But technology has its own dynamic and is a continuous process, right?

No one is against development of improved technologies in general. The seed-pesticide technology is a problem because it is deceptively labelled, rapidly changing and ecologically unstable. On the other hand, the Agriculture Research Station in Warangal does an expert job of developing new rice seeds. They release one every few years and make sure farmers know how it works. Thus, farmers are able to make informed decisions.

What do you mean when you say ideas of indigenous knowledge of farming practices are being relentlessly manipulated?

People and firms with a financial interest in agricultural technologies have a distinguished history of depicting farmer skill in ways that suit their interest. The general pattern is to depict farmers as hapless, tradition-bound dunces when they do not adopt the technologies the people and firms are making, and to depict them as wise when they do. Monsanto, having recently emerged as a major seed vendor, specifically equated lack of purchased seeds with general indigenous haplessness. It is interesting that when GM seeds were first being promoted for farmers in the global South, those with interests were sticking with this condescending view, implying an indigenous inability to learn to cultivate new kinds of seeds. The claim was made most prominently by the industry-supported African biotechnologist Florence Wambugu: The great potential of biotechnology to increase agriculture in Africa lies in its “packaged technology in the seed” which ensures technology benefits without changing local cultural practices (Nature 1999).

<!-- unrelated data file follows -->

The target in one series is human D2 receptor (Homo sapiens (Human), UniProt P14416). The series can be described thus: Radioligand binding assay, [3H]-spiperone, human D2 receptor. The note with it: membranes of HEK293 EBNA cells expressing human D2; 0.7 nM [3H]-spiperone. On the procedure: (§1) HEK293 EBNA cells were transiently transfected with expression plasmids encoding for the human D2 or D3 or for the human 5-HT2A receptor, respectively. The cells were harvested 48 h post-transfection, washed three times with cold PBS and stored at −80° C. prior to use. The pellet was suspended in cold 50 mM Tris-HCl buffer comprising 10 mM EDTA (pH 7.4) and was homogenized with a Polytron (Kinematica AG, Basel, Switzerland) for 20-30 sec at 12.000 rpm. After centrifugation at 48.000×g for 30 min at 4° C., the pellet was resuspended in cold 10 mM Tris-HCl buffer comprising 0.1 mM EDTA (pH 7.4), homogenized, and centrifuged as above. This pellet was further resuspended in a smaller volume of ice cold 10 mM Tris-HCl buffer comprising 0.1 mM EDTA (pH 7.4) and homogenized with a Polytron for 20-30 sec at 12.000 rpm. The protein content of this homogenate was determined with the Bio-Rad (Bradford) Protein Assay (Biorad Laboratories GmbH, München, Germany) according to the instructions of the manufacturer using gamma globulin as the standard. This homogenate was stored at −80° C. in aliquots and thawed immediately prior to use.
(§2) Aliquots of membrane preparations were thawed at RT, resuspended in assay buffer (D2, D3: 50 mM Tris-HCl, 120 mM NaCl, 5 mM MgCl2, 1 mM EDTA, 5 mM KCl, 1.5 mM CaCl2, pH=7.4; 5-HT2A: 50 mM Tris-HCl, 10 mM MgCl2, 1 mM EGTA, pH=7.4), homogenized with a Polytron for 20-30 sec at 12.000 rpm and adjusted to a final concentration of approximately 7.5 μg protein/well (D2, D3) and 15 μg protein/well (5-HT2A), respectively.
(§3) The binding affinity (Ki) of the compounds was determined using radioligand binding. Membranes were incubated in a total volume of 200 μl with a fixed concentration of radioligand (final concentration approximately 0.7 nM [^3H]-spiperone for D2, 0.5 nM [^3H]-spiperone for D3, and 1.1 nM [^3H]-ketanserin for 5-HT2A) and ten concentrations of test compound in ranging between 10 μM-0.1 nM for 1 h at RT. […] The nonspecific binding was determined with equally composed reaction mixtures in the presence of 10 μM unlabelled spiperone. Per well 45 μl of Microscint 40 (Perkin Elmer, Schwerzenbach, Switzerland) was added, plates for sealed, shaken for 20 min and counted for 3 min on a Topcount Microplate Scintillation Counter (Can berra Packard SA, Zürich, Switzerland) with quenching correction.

imageIt was then expanded and repeated widely. Biotechnologist Martina McGloughlin elaborated: For years people have tried to change cultural practices of these farmers, and it just has not worked. It has been a complete failure, because you have to modify infrastructure, you have to re-educate them as to how to modify their farming practices themselves. But with biotech, the technology is in a seed. All you have to do is give them the seed (Nova 2001). This was soon picked up by a range of allies, including industry scientists.

This narrative reached something of an apogee with academic biotechnologist Bruce Chassey: Genetic farming is the easiest way to cultivate crops. All that farmers have to do is to plant the seeds and water them regularly. The GM seeds are insect resistant, so there is no need to use huge amounts of pesticides (Thaindian News 2008). This statement, arguably the most idiotic thing written yet on biotechnology, was reprinted by industry-supported biotechnologist C S Prakash on the biotechnology propaganda website AgBioWorld in 2008.